1. PGA - In this case there's not much depth (people didn't contribute much) but perfect breadth (everybody contributed).  Every single citizen contributed the same exact amount of money to this public good.  Let's say the amount is $5 dollars.  Of course, $5 to the poorest person doesn't mean the same thing as $5 to the richest person.  This is the logic behind the progressive tax...
Economics can establish that a man’s marginal utility of money diminishes as his money-income increases. Therefore, they concluded, the marginal utility of a dollar is less to a rich man than to a poor man. Other things being equal, social utility is maximized by a progressive income tax which takes from the rich and gives to the poor. This was the favorite demonstration of the “old welfare economics,” grounded on Benthamite utilitarian ethics, and brought to fruition by Edgeworth and Pigou. - Murray Rothbard, Toward a Reconstruction of Utility and Welfare Economics
So what does PGA's chart tell us?  It tells us that everybody demands this good.  But income and demand for this good are inversely correlated.  The more money you make, the less accurately this good matches your preferences.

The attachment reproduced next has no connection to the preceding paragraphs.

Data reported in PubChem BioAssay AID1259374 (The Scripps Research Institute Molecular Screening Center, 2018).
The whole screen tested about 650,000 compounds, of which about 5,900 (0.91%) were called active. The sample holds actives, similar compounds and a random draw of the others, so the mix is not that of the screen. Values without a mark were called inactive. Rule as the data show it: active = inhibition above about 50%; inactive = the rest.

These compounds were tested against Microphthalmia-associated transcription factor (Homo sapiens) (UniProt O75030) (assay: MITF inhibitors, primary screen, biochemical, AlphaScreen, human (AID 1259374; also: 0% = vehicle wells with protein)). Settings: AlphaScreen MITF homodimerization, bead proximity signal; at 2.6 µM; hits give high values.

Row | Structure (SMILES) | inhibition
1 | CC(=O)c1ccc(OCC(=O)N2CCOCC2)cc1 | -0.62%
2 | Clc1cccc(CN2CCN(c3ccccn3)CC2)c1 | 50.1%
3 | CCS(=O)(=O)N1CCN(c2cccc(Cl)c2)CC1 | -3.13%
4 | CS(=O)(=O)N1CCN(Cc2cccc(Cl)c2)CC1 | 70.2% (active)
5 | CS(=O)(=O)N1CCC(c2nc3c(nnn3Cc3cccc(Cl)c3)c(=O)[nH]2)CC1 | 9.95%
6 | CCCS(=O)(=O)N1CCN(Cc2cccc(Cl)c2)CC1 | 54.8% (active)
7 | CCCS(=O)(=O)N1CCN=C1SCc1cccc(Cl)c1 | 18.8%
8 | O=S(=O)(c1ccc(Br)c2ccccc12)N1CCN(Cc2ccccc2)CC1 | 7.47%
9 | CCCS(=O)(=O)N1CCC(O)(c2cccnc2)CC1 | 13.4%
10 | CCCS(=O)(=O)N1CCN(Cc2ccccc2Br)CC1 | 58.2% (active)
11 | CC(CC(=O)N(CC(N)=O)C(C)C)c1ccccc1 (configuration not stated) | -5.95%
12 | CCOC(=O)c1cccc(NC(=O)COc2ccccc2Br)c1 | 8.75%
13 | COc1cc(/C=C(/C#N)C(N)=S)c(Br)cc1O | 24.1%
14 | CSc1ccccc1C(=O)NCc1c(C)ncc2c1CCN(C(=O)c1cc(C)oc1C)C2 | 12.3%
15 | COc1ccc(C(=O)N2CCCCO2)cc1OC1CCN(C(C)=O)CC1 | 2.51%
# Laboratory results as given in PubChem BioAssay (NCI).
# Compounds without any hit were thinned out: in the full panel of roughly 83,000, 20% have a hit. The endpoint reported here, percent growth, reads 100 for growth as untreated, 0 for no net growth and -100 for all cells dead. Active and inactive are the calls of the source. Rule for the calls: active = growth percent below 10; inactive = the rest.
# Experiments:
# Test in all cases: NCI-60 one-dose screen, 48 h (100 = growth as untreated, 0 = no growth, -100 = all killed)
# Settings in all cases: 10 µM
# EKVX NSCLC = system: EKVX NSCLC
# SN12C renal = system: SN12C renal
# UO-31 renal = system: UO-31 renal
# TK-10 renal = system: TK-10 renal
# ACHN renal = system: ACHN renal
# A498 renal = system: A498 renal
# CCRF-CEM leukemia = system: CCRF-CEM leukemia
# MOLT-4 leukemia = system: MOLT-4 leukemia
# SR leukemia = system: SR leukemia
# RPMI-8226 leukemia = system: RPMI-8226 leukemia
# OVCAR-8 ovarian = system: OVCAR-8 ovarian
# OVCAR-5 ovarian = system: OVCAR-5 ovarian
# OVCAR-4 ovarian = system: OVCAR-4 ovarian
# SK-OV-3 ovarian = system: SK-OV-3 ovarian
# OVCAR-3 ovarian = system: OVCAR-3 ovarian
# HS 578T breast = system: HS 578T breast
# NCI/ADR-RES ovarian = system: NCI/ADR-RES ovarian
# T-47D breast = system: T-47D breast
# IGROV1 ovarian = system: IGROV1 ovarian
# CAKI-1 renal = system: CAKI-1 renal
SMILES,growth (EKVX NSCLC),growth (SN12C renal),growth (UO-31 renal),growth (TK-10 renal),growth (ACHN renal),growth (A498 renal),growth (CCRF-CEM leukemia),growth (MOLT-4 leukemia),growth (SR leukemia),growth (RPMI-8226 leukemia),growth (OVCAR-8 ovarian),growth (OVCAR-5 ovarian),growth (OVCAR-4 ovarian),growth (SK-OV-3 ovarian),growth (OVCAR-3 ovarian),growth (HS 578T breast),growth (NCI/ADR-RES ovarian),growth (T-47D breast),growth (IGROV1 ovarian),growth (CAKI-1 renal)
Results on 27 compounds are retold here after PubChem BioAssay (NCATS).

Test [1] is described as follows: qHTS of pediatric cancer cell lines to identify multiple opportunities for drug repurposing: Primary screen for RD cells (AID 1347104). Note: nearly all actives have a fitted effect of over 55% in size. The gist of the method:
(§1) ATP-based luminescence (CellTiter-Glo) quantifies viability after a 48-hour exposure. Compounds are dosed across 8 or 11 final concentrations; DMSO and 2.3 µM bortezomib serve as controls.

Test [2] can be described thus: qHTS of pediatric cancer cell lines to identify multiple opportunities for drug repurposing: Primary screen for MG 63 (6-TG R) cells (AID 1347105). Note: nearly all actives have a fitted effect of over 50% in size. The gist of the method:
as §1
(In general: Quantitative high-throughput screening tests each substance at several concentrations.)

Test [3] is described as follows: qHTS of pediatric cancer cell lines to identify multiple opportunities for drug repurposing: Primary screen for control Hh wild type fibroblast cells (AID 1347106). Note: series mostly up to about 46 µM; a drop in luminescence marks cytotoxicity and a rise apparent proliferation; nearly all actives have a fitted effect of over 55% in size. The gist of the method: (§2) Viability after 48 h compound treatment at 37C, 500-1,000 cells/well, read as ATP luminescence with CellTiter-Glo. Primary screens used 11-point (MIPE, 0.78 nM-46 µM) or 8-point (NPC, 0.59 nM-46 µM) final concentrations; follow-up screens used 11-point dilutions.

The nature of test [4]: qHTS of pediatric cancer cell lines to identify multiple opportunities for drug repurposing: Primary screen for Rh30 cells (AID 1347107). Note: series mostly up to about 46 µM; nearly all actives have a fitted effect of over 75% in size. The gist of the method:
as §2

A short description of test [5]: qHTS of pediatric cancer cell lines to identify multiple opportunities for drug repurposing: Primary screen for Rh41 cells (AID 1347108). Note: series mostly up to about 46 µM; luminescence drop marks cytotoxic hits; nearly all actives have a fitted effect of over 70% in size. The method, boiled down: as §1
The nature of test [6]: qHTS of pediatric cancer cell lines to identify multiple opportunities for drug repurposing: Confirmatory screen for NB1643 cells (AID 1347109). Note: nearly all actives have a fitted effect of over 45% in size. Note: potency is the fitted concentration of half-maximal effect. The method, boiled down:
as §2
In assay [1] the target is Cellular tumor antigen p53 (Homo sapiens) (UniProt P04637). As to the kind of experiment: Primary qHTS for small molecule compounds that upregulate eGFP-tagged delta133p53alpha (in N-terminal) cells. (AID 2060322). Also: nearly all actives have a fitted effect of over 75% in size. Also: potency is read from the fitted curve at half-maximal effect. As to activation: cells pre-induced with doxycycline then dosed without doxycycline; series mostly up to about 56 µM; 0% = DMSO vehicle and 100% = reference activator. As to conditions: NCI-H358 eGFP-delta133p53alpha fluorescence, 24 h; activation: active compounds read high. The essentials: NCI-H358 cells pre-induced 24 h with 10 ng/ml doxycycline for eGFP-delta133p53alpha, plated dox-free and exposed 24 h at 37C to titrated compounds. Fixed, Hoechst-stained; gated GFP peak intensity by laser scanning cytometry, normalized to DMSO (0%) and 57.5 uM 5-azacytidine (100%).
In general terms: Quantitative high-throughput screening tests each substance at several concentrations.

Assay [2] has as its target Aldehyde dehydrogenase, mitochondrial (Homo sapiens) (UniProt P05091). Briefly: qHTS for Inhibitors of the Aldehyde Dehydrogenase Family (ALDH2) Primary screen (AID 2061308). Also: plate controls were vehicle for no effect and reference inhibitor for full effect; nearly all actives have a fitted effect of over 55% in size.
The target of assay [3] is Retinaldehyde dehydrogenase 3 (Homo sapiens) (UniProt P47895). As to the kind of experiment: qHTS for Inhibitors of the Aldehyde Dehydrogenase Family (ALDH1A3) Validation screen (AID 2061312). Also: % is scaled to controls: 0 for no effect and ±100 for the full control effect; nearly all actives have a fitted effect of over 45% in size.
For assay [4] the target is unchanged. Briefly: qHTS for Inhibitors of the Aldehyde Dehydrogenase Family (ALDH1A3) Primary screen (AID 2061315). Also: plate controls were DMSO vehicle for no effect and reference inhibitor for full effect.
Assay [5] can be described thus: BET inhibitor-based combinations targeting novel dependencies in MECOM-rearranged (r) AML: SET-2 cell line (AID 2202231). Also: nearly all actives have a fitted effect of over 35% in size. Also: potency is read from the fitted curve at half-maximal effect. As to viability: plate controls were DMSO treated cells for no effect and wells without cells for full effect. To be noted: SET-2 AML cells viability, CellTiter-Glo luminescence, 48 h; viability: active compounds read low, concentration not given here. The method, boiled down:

2. PGB - Another straight line.  But, it's twice as high on the y-axis.  So rather than everybody contributing $5...everybody contributes $10.




3. PGC - Uneven depth but great breadth.  Everybody demands this public good...but income and demand for this good are inversely correlated.




4. PGD - Lousy depth but great breadth.




5. PGE - Good depth and great breadth.




6. PGF - Great depth and breadth.




7. PGG - Great depth but lousy breadth.




8. PGH - Again, great depth but lousy breadth.




9. PGI - And again, great depth but lousy breadth.




10. PGJ - Great depth and decent breadth.

Can you think of other likely demand shapes?  Would any public goods match any of these shapes?